I was then advised to return to the waiting room, keep my eyes closed for about 10 minutes and wait to be called for my time. As I joined the others I wanted to laugh out loud – there sat a room full of mostly senior women, along with 1 man, all dressed in two blue hospital gowns (one going front to back and the second going back to front), blue hair nets, blue jeans, holding their personal blue medical binders, wrist bracelets, heads down and eyes closed. I claimed my chair in what I felt was now some sort of Twilight Zone, and joined the rest of the schmucks about to hopefully have better sight. God, this had better be worth this humiliation.

As Nat was still sitting with me and the room was filling up with one-eyed blue people, he left for the main lobby where he could sit, play  his music and wait for me to return to the recovery room. Within a half hour my name was finally called and I was soon wheelchair bound down the hall to the surgical room.

The nurse faced me towards the end of the hall, and to the left was a male patient waiting to be taken in for his surgery. They had covered me in blankets around my shoulders, along my legs and even placed a warm blanket for my lap. It really wasn’t that cold folks!! As I was sitting there, I could hear the voice of another patient I had struck up a conversation with coming from behind me. She was having her surgery done by another Opthomologist and was now waiting in line, like moi, but for the life of me I couldn’t turn around and wish her luck – I was being smothered in blankets and an oxygen tank behind me. If I cranked my neck anymore I’d be wheeled to a whole other department for a neck injury!!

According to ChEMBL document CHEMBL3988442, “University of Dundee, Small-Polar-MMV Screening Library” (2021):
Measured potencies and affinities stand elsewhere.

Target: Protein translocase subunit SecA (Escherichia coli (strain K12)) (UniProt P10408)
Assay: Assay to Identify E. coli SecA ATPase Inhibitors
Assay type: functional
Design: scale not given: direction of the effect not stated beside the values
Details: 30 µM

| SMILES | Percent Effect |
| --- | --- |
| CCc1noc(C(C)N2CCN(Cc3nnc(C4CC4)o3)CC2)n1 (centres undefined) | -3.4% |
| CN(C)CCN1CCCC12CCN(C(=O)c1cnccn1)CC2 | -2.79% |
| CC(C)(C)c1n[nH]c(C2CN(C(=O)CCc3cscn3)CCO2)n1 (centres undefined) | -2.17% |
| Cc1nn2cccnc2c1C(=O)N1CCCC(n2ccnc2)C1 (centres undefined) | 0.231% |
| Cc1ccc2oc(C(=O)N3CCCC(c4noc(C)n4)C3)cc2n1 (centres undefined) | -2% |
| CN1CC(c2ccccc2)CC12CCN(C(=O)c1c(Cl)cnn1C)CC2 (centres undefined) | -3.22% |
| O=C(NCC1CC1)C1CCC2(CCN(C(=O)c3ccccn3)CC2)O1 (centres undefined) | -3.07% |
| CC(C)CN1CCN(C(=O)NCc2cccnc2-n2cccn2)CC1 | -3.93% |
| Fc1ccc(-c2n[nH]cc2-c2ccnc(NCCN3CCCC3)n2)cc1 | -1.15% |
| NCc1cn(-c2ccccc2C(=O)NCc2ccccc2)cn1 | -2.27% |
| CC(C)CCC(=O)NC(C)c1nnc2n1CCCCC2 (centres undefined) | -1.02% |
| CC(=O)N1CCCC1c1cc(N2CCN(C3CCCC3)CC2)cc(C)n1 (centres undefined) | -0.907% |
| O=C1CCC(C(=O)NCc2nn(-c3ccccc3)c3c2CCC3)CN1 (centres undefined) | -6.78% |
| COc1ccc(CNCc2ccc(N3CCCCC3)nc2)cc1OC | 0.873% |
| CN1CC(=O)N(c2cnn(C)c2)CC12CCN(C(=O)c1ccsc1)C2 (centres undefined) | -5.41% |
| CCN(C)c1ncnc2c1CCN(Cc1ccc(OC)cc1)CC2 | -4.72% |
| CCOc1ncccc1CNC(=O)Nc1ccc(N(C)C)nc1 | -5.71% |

Suddenly the gentleman in front of me was wheeled into the surgical room. Not long after they closed the door, I heard strange noises emenating from the room – a little whirling, a little light show and even a voice once or twice. What in hell was I in for!!! If I was quick I could toss the blankets and make a run for it – but alas, remembering I was a marked woman I wouldn’t get far.

Within 10 minutes the surgical door swung open and this gentleman was wheeled out none the worse for wear except wearing his plastic eye patch taped across his left eye. He had to wait to be wheeled back to the recovery room by a nurse. I soon had the anesthetist introduce himself, check my blue medical binder and tell me it would only be a couple of minutes now. I sat and watched parts of the room as they cleaned things up, put things back in order and donned new masked. I also had Dr. Phirbai come out and take a look at my eye.

As I could walk, in I went looking all around and getting a good look at everything around me. I was told to hop up on this flat surgical table with a little head rest at one end. As I lay there, now covered in that warm blanket, another anesthetist prepped things and I was soon looking down the front of a medium-sized round spongy thing with a tube puffing oxygen right into my face. Okay, that feels kind of weird, but I knew what it was there for. I was then looking straight up into Dr. Phirbai’s face as he strapped my head down with a piece of tape to the table. No escaping chance now – I was taped in!!

I soon knew what the gel was for and really didn’t feel like any anesthetic was being used, but I was relaxed and some clear plastic was placed over my eye and I was instructed to watch the little balls. The time was nigh – it was being done.

For the next 10 minutes (or whatever) I enjoyed a psychedelic light show in my left eye. The little white balls moved around, a couple went hither, one went yon. Then there were some circles of dark light that became background images, along with a few other array of images and colours. Within a second or two I felt a little pressure on my eye, and then my head was being released from the tape and I was told I was done. A little tipsy getting down from that bloody high surgical table, I returned to the wheelchair and away I was whisked to the recovery room, with eye patch in place and ready to greet my loving husband.